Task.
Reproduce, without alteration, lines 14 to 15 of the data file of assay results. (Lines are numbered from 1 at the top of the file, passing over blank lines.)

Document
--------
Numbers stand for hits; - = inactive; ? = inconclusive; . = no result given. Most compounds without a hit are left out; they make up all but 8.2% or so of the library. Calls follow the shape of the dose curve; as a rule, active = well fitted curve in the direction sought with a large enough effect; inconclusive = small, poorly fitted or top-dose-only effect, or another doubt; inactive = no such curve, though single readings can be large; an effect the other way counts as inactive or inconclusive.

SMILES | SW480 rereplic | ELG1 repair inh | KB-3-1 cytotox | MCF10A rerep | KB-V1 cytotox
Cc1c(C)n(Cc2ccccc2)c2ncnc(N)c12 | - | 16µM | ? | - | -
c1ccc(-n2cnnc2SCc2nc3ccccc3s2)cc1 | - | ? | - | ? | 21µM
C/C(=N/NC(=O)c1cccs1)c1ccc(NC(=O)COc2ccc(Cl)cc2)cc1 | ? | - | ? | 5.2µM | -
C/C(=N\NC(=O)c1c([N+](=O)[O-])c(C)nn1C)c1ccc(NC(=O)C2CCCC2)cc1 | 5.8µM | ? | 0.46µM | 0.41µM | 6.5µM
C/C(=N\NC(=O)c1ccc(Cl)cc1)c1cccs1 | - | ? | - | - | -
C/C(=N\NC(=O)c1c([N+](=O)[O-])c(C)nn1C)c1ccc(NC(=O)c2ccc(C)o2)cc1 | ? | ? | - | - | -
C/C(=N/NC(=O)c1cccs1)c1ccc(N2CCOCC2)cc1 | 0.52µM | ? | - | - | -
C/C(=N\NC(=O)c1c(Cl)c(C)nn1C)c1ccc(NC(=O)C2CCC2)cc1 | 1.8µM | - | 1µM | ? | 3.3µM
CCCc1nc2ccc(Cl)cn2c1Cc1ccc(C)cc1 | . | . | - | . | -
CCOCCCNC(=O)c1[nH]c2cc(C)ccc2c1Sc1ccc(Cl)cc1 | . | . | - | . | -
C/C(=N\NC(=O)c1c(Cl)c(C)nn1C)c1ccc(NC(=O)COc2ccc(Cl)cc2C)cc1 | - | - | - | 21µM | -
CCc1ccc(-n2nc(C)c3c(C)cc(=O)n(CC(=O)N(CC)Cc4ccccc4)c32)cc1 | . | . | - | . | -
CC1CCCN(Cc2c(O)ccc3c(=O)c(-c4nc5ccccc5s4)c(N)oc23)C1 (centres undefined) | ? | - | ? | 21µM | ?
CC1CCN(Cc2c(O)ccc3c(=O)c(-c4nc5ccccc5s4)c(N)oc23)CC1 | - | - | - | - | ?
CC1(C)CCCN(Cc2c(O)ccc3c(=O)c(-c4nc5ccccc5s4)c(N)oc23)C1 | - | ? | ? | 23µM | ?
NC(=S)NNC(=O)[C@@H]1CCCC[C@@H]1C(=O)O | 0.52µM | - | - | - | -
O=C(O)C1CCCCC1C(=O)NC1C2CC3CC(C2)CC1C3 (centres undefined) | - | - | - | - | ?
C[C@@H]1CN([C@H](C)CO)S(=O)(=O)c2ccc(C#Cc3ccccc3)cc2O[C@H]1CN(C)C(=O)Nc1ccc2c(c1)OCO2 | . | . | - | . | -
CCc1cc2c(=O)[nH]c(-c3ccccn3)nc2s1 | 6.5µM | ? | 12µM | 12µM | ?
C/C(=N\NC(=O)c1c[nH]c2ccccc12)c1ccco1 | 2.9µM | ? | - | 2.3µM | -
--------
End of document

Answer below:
CCc1ccc(-n2nc(C)c3c(C)cc(=O)n(CC(=O)N(CC)Cc4ccccc4)c32)cc1 | . | . | - | . | -
CC1CCCN(Cc2c(O)ccc3c(=O)c(-c4nc5ccccc5s4)c(N)oc23)C1 (centres undefined) | ? | - | ? | 21µM | ?